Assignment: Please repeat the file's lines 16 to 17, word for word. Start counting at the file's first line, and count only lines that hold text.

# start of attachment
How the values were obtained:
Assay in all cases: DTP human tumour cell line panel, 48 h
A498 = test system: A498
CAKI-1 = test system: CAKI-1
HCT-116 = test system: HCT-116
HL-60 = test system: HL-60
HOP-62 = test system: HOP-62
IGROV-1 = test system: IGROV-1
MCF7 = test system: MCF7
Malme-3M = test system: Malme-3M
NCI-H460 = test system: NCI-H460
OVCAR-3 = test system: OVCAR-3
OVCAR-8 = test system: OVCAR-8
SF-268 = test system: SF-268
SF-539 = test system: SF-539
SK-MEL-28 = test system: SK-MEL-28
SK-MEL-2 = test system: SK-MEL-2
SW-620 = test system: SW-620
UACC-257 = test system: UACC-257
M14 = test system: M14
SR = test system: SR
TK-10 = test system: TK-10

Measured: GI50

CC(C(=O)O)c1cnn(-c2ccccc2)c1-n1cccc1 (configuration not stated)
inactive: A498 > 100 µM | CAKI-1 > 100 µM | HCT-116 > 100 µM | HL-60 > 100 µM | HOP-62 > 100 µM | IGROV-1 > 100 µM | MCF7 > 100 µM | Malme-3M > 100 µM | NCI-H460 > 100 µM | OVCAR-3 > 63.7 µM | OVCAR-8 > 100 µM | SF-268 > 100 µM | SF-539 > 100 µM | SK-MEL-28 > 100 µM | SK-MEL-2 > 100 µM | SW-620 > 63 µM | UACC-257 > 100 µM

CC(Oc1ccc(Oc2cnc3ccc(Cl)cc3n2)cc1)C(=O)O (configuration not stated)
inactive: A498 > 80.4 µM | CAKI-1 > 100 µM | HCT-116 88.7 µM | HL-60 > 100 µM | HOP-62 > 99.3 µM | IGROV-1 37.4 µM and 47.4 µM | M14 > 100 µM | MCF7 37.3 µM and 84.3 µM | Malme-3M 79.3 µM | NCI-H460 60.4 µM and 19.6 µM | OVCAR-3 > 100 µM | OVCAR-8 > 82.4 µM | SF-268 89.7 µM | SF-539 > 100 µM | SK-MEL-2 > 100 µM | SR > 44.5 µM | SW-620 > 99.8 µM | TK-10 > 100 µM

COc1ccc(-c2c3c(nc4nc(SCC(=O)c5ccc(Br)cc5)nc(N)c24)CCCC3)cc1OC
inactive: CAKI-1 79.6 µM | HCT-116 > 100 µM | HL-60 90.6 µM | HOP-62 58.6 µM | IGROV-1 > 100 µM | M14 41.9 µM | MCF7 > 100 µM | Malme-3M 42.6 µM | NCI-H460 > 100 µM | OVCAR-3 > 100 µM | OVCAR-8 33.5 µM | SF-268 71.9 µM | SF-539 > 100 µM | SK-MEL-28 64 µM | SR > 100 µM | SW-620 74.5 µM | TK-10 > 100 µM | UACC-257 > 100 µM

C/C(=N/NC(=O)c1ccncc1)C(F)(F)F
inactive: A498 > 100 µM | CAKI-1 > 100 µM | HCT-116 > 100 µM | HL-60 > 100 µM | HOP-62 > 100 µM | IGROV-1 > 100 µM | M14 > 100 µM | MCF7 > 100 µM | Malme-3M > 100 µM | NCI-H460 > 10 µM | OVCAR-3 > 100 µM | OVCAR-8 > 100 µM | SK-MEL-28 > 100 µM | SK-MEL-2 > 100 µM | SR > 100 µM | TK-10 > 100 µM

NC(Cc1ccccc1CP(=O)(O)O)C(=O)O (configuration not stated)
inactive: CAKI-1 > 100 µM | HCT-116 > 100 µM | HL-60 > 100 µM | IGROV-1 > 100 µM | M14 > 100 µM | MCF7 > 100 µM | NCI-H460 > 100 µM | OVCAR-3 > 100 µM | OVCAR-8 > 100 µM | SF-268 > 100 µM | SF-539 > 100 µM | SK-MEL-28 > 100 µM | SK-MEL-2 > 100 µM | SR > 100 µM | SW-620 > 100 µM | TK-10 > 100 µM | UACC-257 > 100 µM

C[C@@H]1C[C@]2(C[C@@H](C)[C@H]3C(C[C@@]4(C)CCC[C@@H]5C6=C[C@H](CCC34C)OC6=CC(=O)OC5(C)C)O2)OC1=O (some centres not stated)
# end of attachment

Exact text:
SK-MEL-28 = test system: SK-MEL-28
SK-MEL-2 = test system: SK-MEL-2